The stability of aluminosilicate minerals, including zeolites, is highly dependent on their solubility in different environments. Previous research shows that the dissolution rates of aluminosilicates observed at neutral pH vary over five orders of magnitude. The lowest observed rate is that of kaolinite of 10-17.8mol cm-2 s-1, whereas the highest rate is for nepheline 10-12.8mol cm-2 s-1(Table 1)(Brady and Walther, 1989, 1990).

Although variation does exist among different kinds of zeolites, the general patterns of change in dissolution rate against pH/temperature are similar. The higher the temperature the faster the mineral dissolves, as a result of the greater kinetic energy in the solution. In an acidic solution, the dissolution rate of zeolites declines as pH increases; when the pH of the solution is in the neutral range, typically between 6 and 7, the value of the dissolution rate reaches its lowest and becomes stable; and as pH continue rising, the rate starts to increase again. This U-shaped dissolution behaviour of zeolite as a function of pH is similar to that of many silicates (Brady and Walther, 1989).

Mineral

Log Dissolution Rate

Sources

Quartz

-16.0

1

Feldspars

-15.5 to -16.0

2,3,4,5

Olivine

-14.0

6,7

Pyroxenes

-13.8

8

 

-15.2

9,10

Nepheline

-12.8

11

Kaolinite

-17.8

12

Laumontite

-17.0

13

Heulandite

-16.6

14

Chrysolite

-16.0

15

Table 1: Dissolution rates of minerals at 25℃ and pH 7 based on silicon release, corrected to the number of oxygen atoms per formula unit (mol cm-2s-1)
(1Brady and Walther, 1990; 2Chou and Wollast, 1985; 3Amrhein and Suarez, 1988; 4Knauss and Wolery, 1986; 5Brady and Walther, 1989; 6Blum and Lasaga, 1988; 7 Wogelius and Walther, 1991; 8Knauss et al., 1991; 9Shott et al., 1981; 10Wogelius and Walther, unpubl. data; 11Tole et al., 1986; 12Carroll-Webb and Walther, 1988; 13Savafe et al., 1992; 14Ragnarsdottir, 1992;15Bales and Morgan, 1985)

Although dissolution measurements have been made for other zeolites, e.g .clinoptilolite and heulandite, little is known about scolecite, either its dissolution rate or its chemical weathering reaction with its environment. Scolecite is an igneous zeolite and is usually crystallized in cavities and along fractures in basalt from the aqueous solutions corresponding to the last stages of magmatic activity. The chemical composition of scolecite is CaAl2Si3O10-3H2O and because of its framework structure, it has a low density, 2.275g/ cm3 .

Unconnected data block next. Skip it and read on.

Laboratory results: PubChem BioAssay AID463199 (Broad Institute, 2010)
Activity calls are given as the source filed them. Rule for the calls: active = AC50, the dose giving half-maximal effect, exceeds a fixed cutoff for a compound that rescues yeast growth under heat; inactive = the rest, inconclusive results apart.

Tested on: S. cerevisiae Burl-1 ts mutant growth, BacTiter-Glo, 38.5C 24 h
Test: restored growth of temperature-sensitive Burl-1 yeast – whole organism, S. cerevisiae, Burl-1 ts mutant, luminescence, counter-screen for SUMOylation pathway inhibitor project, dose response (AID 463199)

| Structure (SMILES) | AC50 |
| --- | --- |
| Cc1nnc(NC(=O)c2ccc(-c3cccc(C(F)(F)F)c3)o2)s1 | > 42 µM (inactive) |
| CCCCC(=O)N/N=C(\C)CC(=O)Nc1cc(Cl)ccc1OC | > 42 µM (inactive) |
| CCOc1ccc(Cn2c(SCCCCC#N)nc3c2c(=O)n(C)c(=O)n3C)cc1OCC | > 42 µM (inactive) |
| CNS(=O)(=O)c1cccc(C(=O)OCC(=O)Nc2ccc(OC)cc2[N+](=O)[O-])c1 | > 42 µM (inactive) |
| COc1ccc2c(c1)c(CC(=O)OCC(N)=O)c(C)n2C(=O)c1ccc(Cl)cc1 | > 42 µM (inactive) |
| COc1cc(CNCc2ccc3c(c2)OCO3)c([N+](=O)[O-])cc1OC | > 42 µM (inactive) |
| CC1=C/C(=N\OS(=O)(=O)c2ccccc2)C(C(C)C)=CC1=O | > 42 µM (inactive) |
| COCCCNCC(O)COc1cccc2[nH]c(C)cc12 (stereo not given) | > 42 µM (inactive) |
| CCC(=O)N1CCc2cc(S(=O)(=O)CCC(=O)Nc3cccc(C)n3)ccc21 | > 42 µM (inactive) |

To investigate the relationship of the dissolution rate of scolecite with temperature and pH, an experiment was designed whereby Si, Al and Ca concentrations were determined when scolecite samples were dissolving in buffer solutions with different alkalinities and temperatures. Understanding the behaviour of scolecite in an alkaline environment at different temperatures will help us to understand: first, if scolecite is a suitable material to be used as a barrier in a high-level radioactive waste package in a deep geological disposal repository; and second, the stability of scolecite where it is likely to be produced as a secondary mineral deep underground.

 

Material and Experimental Procedures

The scolecite used in this experiment was a fibrous and transparent aggregate. It was crushed using a geological hammer into smaller fractions. The fractions were assumed to consist of spherical particles, and were sieved to a range of 300-500μm. Impurities were removed manually where possible, but some small contamination of the samples may be present. As dissolution rate can be influenced by the surface reaction area of the mineral, the total external surface area of each sample was calculated geometrically. The mass and total surface area of scolecite in each experiment is listed in Table 2.

pH

Temperature(℃)

Mass of Sample (g)

Number of Spheres

Total Surface Area (m2)

8

25

0.49

6457

3.25×10-3

50

0.50

6535

3.29×10-3

70

0.48

6234

3.13×10-3

9

25